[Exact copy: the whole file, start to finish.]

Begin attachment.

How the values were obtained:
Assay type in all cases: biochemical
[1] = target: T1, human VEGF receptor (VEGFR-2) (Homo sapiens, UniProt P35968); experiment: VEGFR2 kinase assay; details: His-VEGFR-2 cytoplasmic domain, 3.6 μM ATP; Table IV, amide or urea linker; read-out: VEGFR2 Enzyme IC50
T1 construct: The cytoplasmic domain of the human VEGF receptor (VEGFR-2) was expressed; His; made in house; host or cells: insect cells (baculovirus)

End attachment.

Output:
How the values were obtained:
Assay type in all cases: biochemical
[1] = target: T1, human VEGF receptor (VEGFR-2) (Homo sapiens, UniProt P35968); experiment: VEGFR2 kinase assay; details: His-VEGFR-2 cytoplasmic domain, 3.6 μM ATP; Table IV, amide or urea linker; read-out: VEGFR2 Enzyme IC50
T1 construct: The cytoplasmic domain of the human VEGF receptor (VEGFR-2) was expressed; His; made in house; host or cells: insect cells (baculovirus)